If you're a supervisor or line-level employee, escalating it to that employee's management can backfire, easily.


I see a couple possible actions I could take:

  1. Send another email, asking if there's any progress (I'll probably do this before anything else)
  2. Find him in person and ask him if there's any progress
  3. If this fails, find someone higher up than him and request the same (and do or do not mention the lack of success with him)

If you have given him a reasonable period of time to complete the task, then any of these might be appropriate.

Here "reasonable" is very context-specific. What is urgent for you, may not be urgent in the list of tasks for this individual or department - only you and he can know that for sure.

Also, it's possible that there is a formal request form or process that needs to be completed before work can start. (I know at one company where I worked, folks who didn't follow the formal process after several warnings were simply ignored.) I'm not saying that's the case here, but only you can know that.

If it were me, I'd probably forward my prior email asking in a friendly manner "Any ETA on this Maintenance? It's really important to our work. Is there anything else you need from me to get started? Thanks!" and copy his direct boss.

  • I would probably check with him in person (Either by phone or actually physically at his desk) before escalating to his boss. Otherwise I agree with this answer – HLGEM Jul 1 '15 at 20:03

Failure to ensure time critical things are being done is as much your problem as the person who needs to have it fixed. Escalating too quickloy has the potential to make you look bad for not having a full understanding of the situation rather than forcing the repair to happen faster. For example, imagine that the repair person actually has a more pressing task to attend to and your request has been received and explicitly deprioritized. Escalating actually get you this information, but it will not replace the lost time you could have spent in searching for alternate solutions.

This scenario is somewhat unlikely, but it illustrates that that your next step should be a follow up either via e-mail to confirm that the request has been received or directly in person. If you still get no response, progress or reasonable explanation, then you should escalate.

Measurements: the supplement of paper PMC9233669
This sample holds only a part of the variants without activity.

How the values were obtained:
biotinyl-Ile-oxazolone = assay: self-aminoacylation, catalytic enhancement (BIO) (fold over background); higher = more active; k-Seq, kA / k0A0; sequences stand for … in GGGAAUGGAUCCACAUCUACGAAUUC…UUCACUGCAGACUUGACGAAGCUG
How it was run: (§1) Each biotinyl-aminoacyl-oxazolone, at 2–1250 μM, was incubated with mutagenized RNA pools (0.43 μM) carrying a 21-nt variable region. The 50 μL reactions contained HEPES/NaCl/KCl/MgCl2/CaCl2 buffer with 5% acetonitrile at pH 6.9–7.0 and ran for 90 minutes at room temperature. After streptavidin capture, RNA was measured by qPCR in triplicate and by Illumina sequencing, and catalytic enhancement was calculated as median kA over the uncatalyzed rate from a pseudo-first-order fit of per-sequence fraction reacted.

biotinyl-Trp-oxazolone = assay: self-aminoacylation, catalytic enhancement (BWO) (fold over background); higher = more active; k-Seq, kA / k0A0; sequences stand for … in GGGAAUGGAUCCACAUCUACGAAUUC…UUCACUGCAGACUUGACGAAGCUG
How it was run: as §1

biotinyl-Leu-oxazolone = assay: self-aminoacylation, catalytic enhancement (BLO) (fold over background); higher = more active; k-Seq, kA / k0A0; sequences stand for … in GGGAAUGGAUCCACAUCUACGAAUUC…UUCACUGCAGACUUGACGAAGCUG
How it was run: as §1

Send him an email, making sure to cc: his manager. Tell him that you asked him several days ago to complete that task and then, that's the last you heard from him. Tell him that his non-response to your communications is holding up the team.

You're telling us that you didn't follow up for two days. This makes you at fault and the cause of the delay. You were dilatory.

It is incumbent on you to follow up with him and view of the fact that your request ha been idle for two days, to escalate to his manager if you don't hear from your colleague within the hour. Make sure you cc: your own mamager when you escalate to his manager.

Almost nobody would play with me the kind of games that your colleague is playing with you. Because they know all too well the consequences if they tried me.

Frankly, somebody needs to set a fire under your butt and get you moving.

  • Thanks for the response. Sorry if I was unclear: he didn't agree to complete it yet. He just never responded to any of my emails (the initial one saying "hey there's this necessary job", the next one shortly after with details). I wouldn't yet say he's playing any game, but is certainly being unhelpful. – shmuppins Jul 1 '15 at 18:08

Not the answer you're looking for? Browse other questions tagged .